There have only been a few times when Ethan has allowed us to specifically know what is happening in his little brain. Most of the time we are left guessing when his reply to our question is, 'I don't know.'

So, for the most part, we are left making assumptions based on what he is doing - more on that later.

The other day Ethan announced 'Mom, I had a funny dream.' He added, 'I just helped Nephi kick Laban's butt.'
(If you're not familiar with the story it comes from the Book of Mormon: Nephi, a righteous man, was seeking to obtain religious records - scriptures - offering Laban silver and gold for the records. Laban, a wicked man, sought to kill him for the riches and to retain the records for himself. Finding Laban in a drunken state Nephi was commanded by God to slay Laban so that Nephi's people would not dwindle in unbelief because they did not have the written word of God. Obedient, like young David when he slew Goliath, Nephi slew Laban, cutting off his head, using Laban's own sword.)
This was a rare glimpse into Ethan's mind; a chance encounter to know what happens in his head. We jumped at this opportunity, and asked more questions.

'What happened?' we asked.

'I cut off Laban's head with a pocket knife, like this . . .'
He then proceeded to reenact taking the pocket knife, holding it above his head, then swinging it down in one full sweep to complete the act.
'Wow, really? A pocket knife?'
That didn't make sense and we couldn't figure out what movie that could be from, though we know that pocket knives are like swords in his mind.
'Mom, I did this . . .'
He then reenacted the scene taking an axe, holding it above his head, then swinging it down.
'An axe? What movie is that from?' I asked.

'Chicken Run.'

'Really, I don't remember that part of the story.'
It did make sense, since in Chicken Run the evil women running the concentration-coop would take chickens and cut their heads off before she turned them into pot pies.
'Mom, like this . . .'
He then reenacted taking a sword, and poking Laban in the stomach.
'Put on this mask,' he continued, 'You will wear it till you love it!' He held his imaginary sword in the air, and said, 'All for one, and one for all!'
The Man in the Iron Mask, that's a switch, but it makes sense. That story is the only one where a sword is actually used.
His story telling went on for about five minutes, rehearsing the scene over and over again. Going from pocket knife, to axe, to sword and back again.

This was a fascinating glimpse into the mind of autism. Remember this Temple Grandin thought from a previous post
Being autistic, I don't naturally assimilate information that most people take for granted. Instead, I store information in my head as if it were on a CD-ROM disc. When I recall something I have learned, I replay the video in my imagination. The videos in my memory are always specific . . . each case is also part of my visual memory. I can run these images over and over. . . Unlike those of most people, my thoughts move from video like, specific images to generalization and concepts.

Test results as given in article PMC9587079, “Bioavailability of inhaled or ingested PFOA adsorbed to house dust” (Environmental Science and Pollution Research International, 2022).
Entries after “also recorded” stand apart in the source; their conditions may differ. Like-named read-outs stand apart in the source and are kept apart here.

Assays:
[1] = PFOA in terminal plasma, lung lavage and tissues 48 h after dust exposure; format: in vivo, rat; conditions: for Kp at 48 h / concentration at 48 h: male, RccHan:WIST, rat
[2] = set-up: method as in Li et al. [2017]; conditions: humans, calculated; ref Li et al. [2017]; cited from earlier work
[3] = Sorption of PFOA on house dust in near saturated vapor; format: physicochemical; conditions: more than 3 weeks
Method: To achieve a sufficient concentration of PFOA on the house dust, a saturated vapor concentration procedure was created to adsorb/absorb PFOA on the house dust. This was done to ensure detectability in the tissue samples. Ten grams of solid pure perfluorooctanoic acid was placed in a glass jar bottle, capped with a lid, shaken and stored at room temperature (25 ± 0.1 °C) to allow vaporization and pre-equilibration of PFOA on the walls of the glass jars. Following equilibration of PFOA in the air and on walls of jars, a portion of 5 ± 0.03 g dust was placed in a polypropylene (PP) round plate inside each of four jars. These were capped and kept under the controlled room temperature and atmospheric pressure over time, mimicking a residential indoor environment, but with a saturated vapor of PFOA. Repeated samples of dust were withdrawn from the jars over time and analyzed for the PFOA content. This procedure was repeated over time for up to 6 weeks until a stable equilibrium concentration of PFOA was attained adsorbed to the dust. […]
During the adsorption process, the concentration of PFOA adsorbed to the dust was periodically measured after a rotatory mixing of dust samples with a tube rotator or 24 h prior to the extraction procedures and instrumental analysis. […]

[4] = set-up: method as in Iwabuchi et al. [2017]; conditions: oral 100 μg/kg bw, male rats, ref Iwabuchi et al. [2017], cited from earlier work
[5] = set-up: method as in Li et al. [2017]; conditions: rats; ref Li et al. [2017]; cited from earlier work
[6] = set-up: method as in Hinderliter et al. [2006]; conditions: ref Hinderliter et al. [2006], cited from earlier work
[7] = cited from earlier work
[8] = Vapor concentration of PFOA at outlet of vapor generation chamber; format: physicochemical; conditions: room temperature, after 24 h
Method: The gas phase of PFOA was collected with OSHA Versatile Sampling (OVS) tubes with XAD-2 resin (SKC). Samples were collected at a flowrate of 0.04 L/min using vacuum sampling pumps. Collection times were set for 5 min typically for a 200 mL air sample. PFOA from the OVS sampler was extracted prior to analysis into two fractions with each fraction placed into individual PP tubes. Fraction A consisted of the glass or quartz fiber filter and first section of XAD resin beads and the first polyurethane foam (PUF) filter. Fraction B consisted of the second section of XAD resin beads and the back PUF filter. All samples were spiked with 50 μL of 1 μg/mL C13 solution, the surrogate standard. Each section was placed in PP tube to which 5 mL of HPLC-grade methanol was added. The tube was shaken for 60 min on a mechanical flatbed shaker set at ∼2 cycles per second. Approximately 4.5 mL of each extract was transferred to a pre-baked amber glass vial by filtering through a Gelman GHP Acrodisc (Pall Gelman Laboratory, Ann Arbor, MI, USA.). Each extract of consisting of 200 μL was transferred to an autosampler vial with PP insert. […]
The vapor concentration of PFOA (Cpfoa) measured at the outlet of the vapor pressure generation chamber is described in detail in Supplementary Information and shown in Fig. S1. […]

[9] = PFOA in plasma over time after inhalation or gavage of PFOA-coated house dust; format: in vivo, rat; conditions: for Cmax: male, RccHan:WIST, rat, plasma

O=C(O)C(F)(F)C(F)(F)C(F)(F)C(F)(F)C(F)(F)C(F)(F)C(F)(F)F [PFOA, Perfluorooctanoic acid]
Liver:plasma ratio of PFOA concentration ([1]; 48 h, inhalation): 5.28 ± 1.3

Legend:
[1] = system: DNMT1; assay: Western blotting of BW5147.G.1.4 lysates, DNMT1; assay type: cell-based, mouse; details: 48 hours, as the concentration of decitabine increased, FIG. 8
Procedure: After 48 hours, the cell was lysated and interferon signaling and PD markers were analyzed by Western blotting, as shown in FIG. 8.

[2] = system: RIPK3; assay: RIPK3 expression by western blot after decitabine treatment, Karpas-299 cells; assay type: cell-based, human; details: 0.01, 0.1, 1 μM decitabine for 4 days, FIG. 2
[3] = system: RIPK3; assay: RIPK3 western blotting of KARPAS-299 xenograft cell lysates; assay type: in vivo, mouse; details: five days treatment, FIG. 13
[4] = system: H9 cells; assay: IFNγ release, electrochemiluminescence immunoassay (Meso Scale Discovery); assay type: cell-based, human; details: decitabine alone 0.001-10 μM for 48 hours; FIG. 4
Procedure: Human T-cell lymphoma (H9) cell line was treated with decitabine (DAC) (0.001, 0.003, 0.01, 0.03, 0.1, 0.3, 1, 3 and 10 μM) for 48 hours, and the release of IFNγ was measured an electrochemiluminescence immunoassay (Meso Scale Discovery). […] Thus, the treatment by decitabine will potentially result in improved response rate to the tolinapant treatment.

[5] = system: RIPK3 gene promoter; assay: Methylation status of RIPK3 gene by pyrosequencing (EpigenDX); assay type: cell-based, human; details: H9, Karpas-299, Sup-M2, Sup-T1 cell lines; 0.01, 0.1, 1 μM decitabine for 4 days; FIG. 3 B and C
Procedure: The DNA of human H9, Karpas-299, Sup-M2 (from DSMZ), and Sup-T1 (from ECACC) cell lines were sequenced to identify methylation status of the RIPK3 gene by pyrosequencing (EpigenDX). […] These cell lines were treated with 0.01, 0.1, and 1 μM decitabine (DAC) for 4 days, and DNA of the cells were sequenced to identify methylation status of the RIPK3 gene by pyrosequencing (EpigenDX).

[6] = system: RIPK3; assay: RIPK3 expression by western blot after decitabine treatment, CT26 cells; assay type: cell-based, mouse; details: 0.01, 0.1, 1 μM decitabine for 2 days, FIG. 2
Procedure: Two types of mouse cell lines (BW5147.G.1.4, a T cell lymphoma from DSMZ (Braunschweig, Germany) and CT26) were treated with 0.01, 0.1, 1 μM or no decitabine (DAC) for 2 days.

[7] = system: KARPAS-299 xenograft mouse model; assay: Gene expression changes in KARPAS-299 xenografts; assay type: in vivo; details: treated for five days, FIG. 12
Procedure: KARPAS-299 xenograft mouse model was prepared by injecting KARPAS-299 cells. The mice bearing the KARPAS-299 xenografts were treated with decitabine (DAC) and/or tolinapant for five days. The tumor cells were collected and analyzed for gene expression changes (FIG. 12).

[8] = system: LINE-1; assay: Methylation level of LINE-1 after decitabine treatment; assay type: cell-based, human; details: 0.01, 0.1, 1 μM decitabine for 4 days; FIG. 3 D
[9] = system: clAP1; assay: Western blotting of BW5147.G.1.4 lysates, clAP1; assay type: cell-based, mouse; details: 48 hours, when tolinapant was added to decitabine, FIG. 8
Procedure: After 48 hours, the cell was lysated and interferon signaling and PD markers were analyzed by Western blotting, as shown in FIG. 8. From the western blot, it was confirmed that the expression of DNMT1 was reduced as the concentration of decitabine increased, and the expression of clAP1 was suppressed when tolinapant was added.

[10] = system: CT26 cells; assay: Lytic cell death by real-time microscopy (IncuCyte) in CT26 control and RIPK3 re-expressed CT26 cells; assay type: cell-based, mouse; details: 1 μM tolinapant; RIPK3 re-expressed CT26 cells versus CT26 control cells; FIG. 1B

Autistics have problems learning things that cannot be thought about in pictures. The easiest words for an autistic child to learn are nouns, because they directly relate to pictures. . . Spatial words such as "over" and "under" had no meaning for me until I had a visual image to fix them in my memory. Even now, when I hear the word "under" by itself, I automatically picture myself getting under the cafeteria tables at school during an air-raid drill, a common occurrence on the East Coast during the early fifties. The first memory that any single word triggers is almost always a childhood memory. I can remember the teacher telling us to be quiet and walking single-file into the cafeteria, where six or eight children huddled under each table. If I continue on the same train of thought, more and more associative memories of elementary school emerge. I can remember the teacher scolding me after I hit Alfred for putting dirt on my shoe. All of these memories play like videotapes in the VCR in my imagination. If I allow my mind to keep associating, it will wander a million miles away from the word "under," to submarines under the Antarctic and the Beatles song "Yellow Submarine" . . .
I also visualize verbs. The word "jumping" triggers a memory of jumping hurdles at the mock Olympics held at my elementary school. Adverbs often trigger inappropriate images -- "quickly" reminds me of Nestle’s Quik -- unless they are paired with a verb, which modifies my visual image. For example, "he ran quickly" triggers an animated image of Dick from the first-grade reading book running fast, and "he walked slowly" slows the image down. As a child, I left out words such as "is," "the," and "it," because they had no meaning by themselves. Similarly, words like "of," and "an" made no sense.
When I read, I translate written words into color movies or I simply store a photo of the written page to be read later. When I retrieve the material, I see a photocopy of the page in my imagination. I can then read it like a Teleprompter. . . When I am unable to convert text to pictures, it is usually because the text has no concrete meaning.
Certainly, this isn't the sweetest story he could have engrained in his mind, but we'll take what we can get. The story is one of pure obedience and faith; a story of good versus evil. Besides, he always chooses to be on Nephi's side, the side of good!

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